In proactive SME financing countries such as Turkey for instance, the importance of the sector can be overstated. However, the figures are indeed impressive. According to a report published by the Turkish Ministry of Industry in 2011, SMEs accounted for 78 per cent of total employment; 55 per cent of total added value; and 50 per cent of investments. “SMEs are constantly in need of funding due to continuous investment. These institutions do not have the necessary capital to support their investment so they have to work with banks closely. SME financing is indeed very important for the growth of the Turkish economy,” explained Uyan.
Participation bankers are bullish about the future demand for SME financing in Turkey. With the market share of participation banks projected to increase from the current seven per cent of the total banking sector to 15 per cent by 2018, it is inevitable that the demand for SME financing will concomitantly increase given the current pace of economic growth in the country.
In contrast, in Saudi Arabia, the IMF in its latest report on the Kingdom titled Saudi Arabia: Financial System Stability Assessment – Update, which was published in April 2012, warned that Saudi banks have been slow to develop SME lending, which accounts for only two per cent of total bank loans.
At the same time, a study by the Riyadh Economic Forum on “the Saudi Business Sector and Meeting the Economic Challenges” showed that the average number of workers in the Saudi private sector stood at 8.4 per one single institution, so, consequently, 90 per cent of the institutions in the Kingdom are considered “within the scope of SMEs”.
Small enterprises with fewer than five employees accounted for the largest share of 55.5 per cent of the total number of enterprises at the end of 2010, while the rest, enterprises with more than 60 employees, represented 3.8 per cent. SMEs’ contribution to the Kingdom’s GDP is very low, accounting for 33 per cent, compared to more than double that in Japan.
The collateral regime and credit history of SMEs can often be the bane of SME financing. In many countries these are underdeveloped. Not surprisingly, Turkey is a pre-eminent exception. To boost and to mitigate the risks relating to the credit history and collateral history of receiving SMEs, the Central Bank of Turkey has established a credit information bank and, also, a collateral data bank.
Participation banks concur that these institutions play a very important role as they benefit from this common data shared by all banks in Turkey. The Turkish Central Bank keeps both the loan risk data of individuals and institutions, and regularly updates the valuation of SME collateral. These records, emphasises KTPB’s Uyan, “significantly reduce unnecessary risk and allow banks to allocate credit for the right people at the right time”.
He acknowledges that SME financing can be very risky given the poor/low/lack of rating of receiving entities. Although KTPB has its own credit assessment and rating system, government regulatory institutions such as TCMB, BDDK, KKB provide a controlled process of lending through their common risk data and regulations.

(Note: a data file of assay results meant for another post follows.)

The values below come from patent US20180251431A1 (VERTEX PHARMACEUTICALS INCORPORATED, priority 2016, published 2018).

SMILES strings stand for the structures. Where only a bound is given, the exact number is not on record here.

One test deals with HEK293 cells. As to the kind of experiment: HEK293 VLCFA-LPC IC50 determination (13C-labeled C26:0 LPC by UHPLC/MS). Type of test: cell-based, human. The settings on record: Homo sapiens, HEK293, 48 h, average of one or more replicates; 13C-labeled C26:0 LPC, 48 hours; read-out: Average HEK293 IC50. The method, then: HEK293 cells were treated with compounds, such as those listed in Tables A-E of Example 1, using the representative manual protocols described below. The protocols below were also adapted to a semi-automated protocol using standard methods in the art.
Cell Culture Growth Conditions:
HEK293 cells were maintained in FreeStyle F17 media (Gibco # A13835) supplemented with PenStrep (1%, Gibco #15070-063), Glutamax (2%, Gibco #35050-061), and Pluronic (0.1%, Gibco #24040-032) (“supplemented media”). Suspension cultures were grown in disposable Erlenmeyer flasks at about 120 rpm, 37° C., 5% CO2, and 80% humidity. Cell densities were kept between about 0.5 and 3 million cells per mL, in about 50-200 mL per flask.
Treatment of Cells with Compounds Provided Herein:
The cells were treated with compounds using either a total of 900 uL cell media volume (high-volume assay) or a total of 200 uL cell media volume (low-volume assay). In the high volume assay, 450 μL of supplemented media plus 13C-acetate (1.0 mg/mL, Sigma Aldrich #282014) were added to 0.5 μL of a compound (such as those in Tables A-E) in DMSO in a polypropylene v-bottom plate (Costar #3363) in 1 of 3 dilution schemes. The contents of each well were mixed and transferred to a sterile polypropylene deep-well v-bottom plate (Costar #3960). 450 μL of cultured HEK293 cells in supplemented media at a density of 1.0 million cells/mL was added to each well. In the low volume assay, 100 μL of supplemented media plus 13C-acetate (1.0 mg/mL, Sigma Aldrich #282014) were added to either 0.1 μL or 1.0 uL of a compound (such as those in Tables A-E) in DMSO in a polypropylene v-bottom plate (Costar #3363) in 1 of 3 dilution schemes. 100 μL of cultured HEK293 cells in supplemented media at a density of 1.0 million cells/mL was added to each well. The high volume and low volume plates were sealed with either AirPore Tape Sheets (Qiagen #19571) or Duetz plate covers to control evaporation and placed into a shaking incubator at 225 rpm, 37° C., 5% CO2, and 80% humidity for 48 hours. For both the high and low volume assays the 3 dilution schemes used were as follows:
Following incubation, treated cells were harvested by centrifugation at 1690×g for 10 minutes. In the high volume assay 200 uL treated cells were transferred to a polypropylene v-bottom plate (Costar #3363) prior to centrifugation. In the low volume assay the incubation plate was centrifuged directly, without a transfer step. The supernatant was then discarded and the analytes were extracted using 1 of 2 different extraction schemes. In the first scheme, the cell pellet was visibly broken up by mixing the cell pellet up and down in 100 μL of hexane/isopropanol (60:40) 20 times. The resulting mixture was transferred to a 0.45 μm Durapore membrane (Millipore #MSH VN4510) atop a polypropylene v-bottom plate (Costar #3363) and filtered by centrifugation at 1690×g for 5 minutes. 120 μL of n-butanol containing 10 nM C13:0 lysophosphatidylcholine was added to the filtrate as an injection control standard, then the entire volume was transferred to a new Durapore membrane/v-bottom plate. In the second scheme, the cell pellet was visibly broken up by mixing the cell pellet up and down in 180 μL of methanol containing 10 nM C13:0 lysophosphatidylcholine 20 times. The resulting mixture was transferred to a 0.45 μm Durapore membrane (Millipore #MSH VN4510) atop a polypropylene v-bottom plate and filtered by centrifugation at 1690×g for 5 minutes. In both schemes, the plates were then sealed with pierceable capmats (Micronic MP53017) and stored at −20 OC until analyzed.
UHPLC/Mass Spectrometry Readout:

Indeed, a significant reduction in non-performing loan ratios occurred in 2010 and 2011. To Ufuk Uyan, “in general economic uncertainties, market fluctuations and supervisory deficiencies are the main obstacles to growth in SME loans. KTPB’s SME credit policy is designed to be tighter compared to other sectors with respect to credit allocation and guarantees taken”.
In Saudi Arabia, too, the government over the past two years has introduced several measures to stimulate SME lending by banks and development institutions. Riyadh boosted the resources of the Saudi Industrial Development Fund (SIDF) by SR10bn specifically to target funding to SMEs, and amended the regulatory regime to make SME lending more attractive to banks.
The SIDF adopts a standard to identify SMEs that qualify for funding under its Kafalah programme. They are defined as enterprises with annual sales not exceeding Rls 30m. SMEs in general find it difficult to get expansion and working capital financing due to various reasons, including poor management and lack of adequate guarantees or collateral.
In Saudi Arabia, the Ministry of Finance, in collaboration with Saudi banks, established a Kafalah (guarantee programme) for financing SMEs, which was initially capitalised at $1.2bn and is managed by SIDF. The Kafalah programme covers a proportion of the risk of the financing entity in case of default or non-payment by the SME, and is also aimed at encouraging Saudi banks to finance qualifying SMEs.
For the period 2006-2010, the number of guarantees approved under the SIDF programme reached 1,668 with a total value of SR644m, while loans granted by banks under the programme amounted to SR1.6bn. These figures are relatively modest compared to other markets such as Turkey and Malaysia.